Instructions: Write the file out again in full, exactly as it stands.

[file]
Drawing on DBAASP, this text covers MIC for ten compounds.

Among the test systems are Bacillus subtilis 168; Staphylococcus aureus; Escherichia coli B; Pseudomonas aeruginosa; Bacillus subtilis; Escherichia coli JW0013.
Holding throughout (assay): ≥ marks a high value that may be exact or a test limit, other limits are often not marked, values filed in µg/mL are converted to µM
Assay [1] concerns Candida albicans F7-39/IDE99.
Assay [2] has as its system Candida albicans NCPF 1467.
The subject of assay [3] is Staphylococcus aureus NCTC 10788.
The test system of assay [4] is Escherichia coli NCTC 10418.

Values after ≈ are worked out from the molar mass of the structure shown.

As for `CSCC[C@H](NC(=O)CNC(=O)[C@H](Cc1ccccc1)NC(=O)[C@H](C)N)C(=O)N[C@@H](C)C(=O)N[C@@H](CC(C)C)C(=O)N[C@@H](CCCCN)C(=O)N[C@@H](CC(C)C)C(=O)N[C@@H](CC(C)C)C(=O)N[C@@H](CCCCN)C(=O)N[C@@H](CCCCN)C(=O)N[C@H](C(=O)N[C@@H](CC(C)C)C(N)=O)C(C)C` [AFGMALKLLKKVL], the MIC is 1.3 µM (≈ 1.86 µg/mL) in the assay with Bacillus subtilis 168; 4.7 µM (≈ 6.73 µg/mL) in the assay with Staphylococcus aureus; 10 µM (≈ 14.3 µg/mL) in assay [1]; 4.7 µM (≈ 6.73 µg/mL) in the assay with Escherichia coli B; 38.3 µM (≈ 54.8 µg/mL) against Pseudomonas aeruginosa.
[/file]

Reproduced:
Drawing on DBAASP, this text covers MIC for ten compounds.

Among the test systems are Bacillus subtilis 168; Staphylococcus aureus; Escherichia coli B; Pseudomonas aeruginosa; Bacillus subtilis; Escherichia coli JW0013.
Holding throughout (assay): ≥ marks a high value that may be exact or a test limit, other limits are often not marked, values filed in µg/mL are converted to µM
Assay [1] concerns Candida albicans F7-39/IDE99.
Assay [2] has as its system Candida albicans NCPF 1467.
The subject of assay [3] is Staphylococcus aureus NCTC 10788.
The test system of assay [4] is Escherichia coli NCTC 10418.

Values after ≈ are worked out from the molar mass of the structure shown.

As for `CSCC[C@H](NC(=O)CNC(=O)[C@H](Cc1ccccc1)NC(=O)[C@H](C)N)C(=O)N[C@@H](C)C(=O)N[C@@H](CC(C)C)C(=O)N[C@@H](CCCCN)C(=O)N[C@@H](CC(C)C)C(=O)N[C@@H](CC(C)C)C(=O)N[C@@H](CCCCN)C(=O)N[C@@H](CCCCN)C(=O)N[C@H](C(=O)N[C@@H](CC(C)C)C(N)=O)C(C)C` [AFGMALKLLKKVL], the MIC is 1.3 µM (≈ 1.86 µg/mL) in the assay with Bacillus subtilis 168; 4.7 µM (≈ 6.73 µg/mL) in the assay with Staphylococcus aureus; 10 µM (≈ 14.3 µg/mL) in assay [1]; 4.7 µM (≈ 6.73 µg/mL) in the assay with Escherichia coli B; 38.3 µM (≈ 54.8 µg/mL) against Pseudomonas aeruginosa.